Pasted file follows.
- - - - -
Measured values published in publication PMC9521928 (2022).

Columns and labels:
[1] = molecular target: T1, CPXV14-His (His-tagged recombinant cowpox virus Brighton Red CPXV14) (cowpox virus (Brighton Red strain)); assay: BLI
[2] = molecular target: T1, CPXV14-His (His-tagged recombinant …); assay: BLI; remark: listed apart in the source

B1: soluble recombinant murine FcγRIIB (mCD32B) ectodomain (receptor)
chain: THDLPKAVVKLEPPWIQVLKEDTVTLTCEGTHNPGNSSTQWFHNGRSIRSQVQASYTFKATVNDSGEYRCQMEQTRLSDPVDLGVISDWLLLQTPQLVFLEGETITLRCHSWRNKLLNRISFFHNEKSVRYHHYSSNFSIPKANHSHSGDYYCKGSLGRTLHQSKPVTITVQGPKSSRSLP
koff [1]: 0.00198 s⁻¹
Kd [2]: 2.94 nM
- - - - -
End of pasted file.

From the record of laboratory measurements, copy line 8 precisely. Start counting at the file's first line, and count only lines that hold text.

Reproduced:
Kd [2]: 2.94 nM